Alexis Davis from Hoover Middle School was the winner of a brand new Kindle Fire for completing the Summer Reading Program. Congratulations to Alexis!

HOOVER MIDDLE SCHOOL celebrates Constitution Day

Constitution Day was recently celebrated at Hoover Middle School.

On September 17, students learned about the United States Constitution.  In Mrs. Lecznar's class, eight-grade students had to decipher the Bill of Rights as a team and determine how they would illustrate it. They were very creative and artistic with their illustrations.  

In Mrs. Claypool's computer class students had the opportunity to ask questions and meet Supreme Court Justice Stephen Breyer. Students were able to take a virtual field trip to the Constitution Convention Center through LIVE streaming.  


Here are the recent Eureka Heights Elementary School Summer Readers Raffle winners!

Sunday, September 20, 2015

TOMMIE SAYLOR: A simple act of kindness can go a long way

“Carry out a random act of kindness, with no expectation of reward, safe in the knowledge that one day someone might do the same for you.”
-- Princess Diana

By Tommie Saylor
Kennedy High School Principal

The power of kindness can go a long way.

Last week, the first week of school, was very hectic. It seemed as if I was going in a hundred directions at the same time. People constantly filling my office needing this, wanting that and asking questions. The district needed information, reports that must be completed. Then there were technology issues, repairs that must be expedited and a press box that was vandalized. One could only imagine how my mind was working overtime trying to find solutions to every concern, consumed with getting this year off to a good start.

Through all of this, I decided to do something that I rarely get to do. I decided to go and get something for lunch. I needed a few minutes, a break from all the worry, the opportunity to go pick something up and then get back into the game.

On my way out of the building, I saw a young man and what appeared to be his father. In the young man’s hand was a folder that we all can easily recognize as the district folder given to new enrollees at Pupil Accounting.

It was not hard to draw the conclusion that this was a new student and his parent coming to the building on their last leg of a journey to get the student enrolled at Kennedy High School.

I could have just walked by. They did not know me. I was after all taking a small mental break. But for some reason, I just could not pass by these two individuals without a greeting.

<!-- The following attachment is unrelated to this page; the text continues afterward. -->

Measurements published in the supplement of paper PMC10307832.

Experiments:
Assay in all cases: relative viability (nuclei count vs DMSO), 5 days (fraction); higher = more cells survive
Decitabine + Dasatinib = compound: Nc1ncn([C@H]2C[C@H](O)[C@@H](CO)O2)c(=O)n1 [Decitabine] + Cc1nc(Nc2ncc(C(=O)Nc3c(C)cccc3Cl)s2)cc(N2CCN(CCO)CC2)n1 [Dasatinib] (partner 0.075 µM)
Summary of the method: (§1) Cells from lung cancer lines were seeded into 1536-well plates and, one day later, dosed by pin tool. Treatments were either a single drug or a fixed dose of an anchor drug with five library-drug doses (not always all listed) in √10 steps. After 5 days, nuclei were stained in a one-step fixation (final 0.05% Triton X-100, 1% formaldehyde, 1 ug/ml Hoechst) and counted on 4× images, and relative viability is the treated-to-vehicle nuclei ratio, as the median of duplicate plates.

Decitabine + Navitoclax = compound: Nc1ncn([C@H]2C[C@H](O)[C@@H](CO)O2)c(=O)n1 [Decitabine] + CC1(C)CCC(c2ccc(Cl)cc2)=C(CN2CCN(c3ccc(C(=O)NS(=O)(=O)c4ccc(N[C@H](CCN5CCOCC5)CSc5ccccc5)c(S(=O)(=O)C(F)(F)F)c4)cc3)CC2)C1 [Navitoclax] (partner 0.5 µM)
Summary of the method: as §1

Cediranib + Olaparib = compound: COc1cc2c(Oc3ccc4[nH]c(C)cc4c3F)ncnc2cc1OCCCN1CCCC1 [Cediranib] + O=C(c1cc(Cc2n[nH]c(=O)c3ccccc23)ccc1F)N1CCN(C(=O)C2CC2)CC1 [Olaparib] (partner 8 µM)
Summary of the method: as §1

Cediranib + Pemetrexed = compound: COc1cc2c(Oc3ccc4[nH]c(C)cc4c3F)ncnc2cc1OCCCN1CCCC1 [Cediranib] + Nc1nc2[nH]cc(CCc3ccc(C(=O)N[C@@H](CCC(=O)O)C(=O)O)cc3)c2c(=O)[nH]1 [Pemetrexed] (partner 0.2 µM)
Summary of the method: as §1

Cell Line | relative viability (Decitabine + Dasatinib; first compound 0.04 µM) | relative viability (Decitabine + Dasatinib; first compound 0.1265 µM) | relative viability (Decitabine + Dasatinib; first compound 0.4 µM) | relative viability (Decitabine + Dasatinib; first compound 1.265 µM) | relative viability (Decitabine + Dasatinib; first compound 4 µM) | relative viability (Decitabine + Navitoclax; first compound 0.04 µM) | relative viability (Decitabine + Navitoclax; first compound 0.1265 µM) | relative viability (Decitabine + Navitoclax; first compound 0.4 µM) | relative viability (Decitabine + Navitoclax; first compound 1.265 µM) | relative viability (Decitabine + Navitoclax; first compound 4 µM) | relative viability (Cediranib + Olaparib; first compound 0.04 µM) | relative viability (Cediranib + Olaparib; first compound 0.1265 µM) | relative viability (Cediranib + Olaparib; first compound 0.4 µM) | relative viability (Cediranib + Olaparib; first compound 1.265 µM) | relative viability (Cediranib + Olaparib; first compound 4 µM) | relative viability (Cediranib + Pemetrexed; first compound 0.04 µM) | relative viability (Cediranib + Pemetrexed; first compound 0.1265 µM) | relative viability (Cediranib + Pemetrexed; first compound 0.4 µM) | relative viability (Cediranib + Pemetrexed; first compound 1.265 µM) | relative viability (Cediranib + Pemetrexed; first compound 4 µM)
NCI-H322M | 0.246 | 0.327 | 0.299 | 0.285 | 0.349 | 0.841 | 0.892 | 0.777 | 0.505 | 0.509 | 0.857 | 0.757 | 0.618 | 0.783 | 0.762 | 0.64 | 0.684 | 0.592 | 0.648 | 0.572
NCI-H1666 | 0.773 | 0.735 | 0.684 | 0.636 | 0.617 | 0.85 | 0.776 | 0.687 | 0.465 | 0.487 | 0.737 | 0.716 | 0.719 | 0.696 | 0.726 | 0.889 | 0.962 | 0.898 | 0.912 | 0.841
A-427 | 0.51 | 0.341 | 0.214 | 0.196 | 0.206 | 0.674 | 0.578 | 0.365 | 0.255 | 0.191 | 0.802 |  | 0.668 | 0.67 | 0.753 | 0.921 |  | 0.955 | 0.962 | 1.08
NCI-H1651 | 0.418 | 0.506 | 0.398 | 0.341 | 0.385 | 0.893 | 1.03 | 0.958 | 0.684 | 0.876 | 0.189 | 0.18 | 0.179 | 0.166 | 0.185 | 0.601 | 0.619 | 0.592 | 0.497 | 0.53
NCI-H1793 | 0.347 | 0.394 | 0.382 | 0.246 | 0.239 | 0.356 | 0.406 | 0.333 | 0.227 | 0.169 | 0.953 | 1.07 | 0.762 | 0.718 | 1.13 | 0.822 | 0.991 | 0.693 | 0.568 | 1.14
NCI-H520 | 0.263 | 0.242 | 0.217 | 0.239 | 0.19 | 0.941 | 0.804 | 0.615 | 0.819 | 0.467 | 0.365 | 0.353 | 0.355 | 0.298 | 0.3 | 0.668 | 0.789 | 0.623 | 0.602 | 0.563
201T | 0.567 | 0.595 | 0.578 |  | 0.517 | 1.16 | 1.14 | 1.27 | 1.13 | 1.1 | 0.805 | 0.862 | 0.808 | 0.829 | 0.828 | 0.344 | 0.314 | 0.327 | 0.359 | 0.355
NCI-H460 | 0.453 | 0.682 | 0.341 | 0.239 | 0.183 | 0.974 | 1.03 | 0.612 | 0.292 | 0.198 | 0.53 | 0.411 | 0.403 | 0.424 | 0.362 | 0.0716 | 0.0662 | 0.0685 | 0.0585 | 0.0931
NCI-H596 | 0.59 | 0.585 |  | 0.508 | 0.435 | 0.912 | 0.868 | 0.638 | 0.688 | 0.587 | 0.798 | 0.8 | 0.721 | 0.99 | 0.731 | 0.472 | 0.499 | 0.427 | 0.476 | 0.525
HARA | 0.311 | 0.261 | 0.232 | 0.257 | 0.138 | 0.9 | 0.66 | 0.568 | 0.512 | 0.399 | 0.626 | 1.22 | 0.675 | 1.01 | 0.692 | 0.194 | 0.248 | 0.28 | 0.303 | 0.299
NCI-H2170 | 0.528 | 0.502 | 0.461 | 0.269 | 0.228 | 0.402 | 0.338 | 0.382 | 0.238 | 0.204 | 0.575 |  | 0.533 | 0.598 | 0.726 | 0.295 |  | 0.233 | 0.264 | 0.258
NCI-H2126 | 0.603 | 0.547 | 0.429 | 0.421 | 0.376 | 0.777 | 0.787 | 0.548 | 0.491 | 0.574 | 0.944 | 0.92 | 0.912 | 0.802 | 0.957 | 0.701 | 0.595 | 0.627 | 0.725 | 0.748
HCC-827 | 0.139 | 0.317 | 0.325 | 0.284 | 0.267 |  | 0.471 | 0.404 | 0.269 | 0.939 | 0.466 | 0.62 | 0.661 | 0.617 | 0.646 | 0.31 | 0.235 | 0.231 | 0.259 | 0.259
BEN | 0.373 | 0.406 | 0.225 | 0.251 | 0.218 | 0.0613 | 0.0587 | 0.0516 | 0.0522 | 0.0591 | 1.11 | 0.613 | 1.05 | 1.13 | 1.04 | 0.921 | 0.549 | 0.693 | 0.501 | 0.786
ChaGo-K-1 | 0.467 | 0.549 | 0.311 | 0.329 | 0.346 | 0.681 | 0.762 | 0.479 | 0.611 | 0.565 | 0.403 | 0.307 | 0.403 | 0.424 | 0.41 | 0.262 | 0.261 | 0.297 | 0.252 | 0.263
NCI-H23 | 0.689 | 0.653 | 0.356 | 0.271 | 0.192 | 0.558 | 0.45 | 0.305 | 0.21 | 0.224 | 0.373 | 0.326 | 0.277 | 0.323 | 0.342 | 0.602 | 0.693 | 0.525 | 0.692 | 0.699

So I stopped, introduced myself, shook the father’s and new student’s hand, welcomed them to Kennedy High School, explained to them that all they had to do was push the door buzzer and say that they were here to enroll a new student and needed to go to counseling. I assured them that they would be well looked after. Following an additional round of handshakes, I departed, off to find my lunch.

Later that same day, following an afternoon of organized chaos, one of our counselors entered my office and told me that the new student and his father that I greeted earlier were an out-of-district school of choice family. She went on to say, that following their meeting where the student was assigned classes and granted a locker, the new student’s father offered some rather encouraging words.

He stated that he was so very glad for making the choice to bring his student to Kennedy, that everyone was so kind, helpful and polite.

According to this counselor, the father stated that he has never experienced such kindness nor has he ever felt so welcomed by a school. He was pleased to have made Kennedy High School his school of choice.

All this took was a few seconds of our time. A few seconds of greeting on my part, a kind word by the counseling secretary and a smile with helpful efforts on the part of the counselor.

That extra step, that extra effort makes a different. Simply, kindness counts.

How and where will you lead them. Making Kennedy the school of choice. Excellence by design.

MCDOWELL ELEMENTARY SCHOOL's recess brings the outdoor's inside

McDowell Elementary School's inside recess can be a big hit. What do you do if you can't go outside to find the fun? They bring the fun right to the class. Here is Mr. Tomassion's fifth-graders enjoying a break.

HOLLAND ELEMENTARY SCHOOL: Student works on water color skills

Delian Johns works on his water color skills in Mrs.'. Stewart's class at Holland Elementary School.